We are particularly interested in the capacity building of NGOs, for example we gave WWF in New Zealand funds to do a big marketing campaign to grow their supporter base. Today they have about 10,000 supporters which gives them about $3M per annum to use to undertake projects to help the environment.
We support the AYCC [Australian Youth Climate Coalition] with matched grants, matching their fund-raising dollar for dollar. Youth has an extremely strong voice when it comes to climate change because it’s probably impacting more on their lifetime more than ours.
The various Conservation Councils in Australia play a really strong role too. Whilst we have good national environmental NGOs we have, I think, rather weak State-based organisations which are chronically under-funded and rely too heavily on declining government funding.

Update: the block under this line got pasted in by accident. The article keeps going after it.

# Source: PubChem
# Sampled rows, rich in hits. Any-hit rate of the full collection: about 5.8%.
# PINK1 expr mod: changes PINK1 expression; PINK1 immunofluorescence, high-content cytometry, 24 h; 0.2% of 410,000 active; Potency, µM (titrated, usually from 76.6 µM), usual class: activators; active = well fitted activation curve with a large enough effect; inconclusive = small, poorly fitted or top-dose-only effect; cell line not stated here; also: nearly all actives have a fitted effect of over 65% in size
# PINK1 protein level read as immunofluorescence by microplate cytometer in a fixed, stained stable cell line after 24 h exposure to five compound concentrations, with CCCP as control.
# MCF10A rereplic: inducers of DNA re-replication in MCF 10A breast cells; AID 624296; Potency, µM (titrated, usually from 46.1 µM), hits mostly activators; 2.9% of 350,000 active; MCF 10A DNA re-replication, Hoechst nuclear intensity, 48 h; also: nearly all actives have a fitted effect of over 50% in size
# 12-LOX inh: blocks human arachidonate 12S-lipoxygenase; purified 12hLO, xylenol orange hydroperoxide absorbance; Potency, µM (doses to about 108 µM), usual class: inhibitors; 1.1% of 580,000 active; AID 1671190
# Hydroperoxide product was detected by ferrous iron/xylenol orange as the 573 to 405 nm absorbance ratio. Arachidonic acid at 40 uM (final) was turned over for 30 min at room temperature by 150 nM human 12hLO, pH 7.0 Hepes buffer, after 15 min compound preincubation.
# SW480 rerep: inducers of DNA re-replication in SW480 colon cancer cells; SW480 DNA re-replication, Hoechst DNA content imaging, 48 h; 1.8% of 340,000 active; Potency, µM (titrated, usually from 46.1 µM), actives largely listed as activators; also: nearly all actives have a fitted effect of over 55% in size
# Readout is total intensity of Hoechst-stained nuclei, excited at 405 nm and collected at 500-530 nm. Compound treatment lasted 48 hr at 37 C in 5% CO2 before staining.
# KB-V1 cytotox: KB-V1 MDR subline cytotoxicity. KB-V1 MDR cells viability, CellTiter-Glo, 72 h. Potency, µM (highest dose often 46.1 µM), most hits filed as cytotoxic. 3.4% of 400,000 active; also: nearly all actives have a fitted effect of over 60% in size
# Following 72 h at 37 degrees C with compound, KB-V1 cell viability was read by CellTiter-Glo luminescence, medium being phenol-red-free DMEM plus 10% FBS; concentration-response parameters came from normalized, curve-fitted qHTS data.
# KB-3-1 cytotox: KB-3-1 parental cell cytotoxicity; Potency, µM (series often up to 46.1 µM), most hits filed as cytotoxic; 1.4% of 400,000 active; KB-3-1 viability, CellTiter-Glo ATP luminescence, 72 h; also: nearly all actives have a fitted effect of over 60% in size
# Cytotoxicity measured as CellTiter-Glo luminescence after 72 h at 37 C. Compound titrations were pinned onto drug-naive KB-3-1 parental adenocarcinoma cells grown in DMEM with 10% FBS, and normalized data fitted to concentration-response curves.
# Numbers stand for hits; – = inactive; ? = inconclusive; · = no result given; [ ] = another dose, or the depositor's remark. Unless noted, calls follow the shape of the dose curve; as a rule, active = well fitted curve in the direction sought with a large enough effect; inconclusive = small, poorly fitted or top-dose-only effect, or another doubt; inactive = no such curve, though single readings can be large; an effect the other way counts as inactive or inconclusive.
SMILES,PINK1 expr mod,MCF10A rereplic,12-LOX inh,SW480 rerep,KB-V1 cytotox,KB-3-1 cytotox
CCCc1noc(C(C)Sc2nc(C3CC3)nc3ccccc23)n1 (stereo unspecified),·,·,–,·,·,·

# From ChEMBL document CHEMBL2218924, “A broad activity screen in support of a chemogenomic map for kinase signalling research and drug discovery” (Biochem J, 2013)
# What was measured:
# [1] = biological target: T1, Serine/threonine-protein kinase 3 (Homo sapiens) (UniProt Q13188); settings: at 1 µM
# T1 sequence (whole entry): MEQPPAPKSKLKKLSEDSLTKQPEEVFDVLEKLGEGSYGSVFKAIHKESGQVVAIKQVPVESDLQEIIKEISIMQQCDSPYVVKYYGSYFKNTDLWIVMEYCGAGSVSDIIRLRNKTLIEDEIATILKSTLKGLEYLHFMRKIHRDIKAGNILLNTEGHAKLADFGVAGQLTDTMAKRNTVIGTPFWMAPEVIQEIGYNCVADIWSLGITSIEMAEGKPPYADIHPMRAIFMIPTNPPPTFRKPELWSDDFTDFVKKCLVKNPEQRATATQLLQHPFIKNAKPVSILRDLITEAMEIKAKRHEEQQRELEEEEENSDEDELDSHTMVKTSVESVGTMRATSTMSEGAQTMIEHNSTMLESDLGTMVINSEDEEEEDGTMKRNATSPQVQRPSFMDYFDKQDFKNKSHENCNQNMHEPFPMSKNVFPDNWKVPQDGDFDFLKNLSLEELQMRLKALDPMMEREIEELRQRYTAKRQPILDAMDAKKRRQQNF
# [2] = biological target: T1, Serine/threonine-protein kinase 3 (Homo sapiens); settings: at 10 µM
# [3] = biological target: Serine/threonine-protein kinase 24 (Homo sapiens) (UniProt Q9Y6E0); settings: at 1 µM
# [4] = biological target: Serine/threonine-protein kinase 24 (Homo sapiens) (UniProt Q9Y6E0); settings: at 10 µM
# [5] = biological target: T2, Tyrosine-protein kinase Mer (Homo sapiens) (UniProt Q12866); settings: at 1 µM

Indigenous land managementAdvocacy based on evidence
Advocacy is also very important. In every environmental issue that we face in Australia we have an opposing side, and let me tell you these people are really good advocates. The conservation movement hasn’t been able to advocate strongly enough, and that’s why we particularly want to fund it. Using evidence to drive advocacy is essential – we need to argue our case with facts, so it revolves around the science.
A real standout project for us was Tim Flannery’s book, ‘The Weather Makers’. Who would have thought that supporting one of Australia’s leading scientists to travel the world for 6 months would lead to a seminal book that would influence so many people globally. I don’t think many Australians realize how significant ‘The Weather Makers’ was globally. It achieved real leverage in the climate change debate.
Halting land clearing in Queensland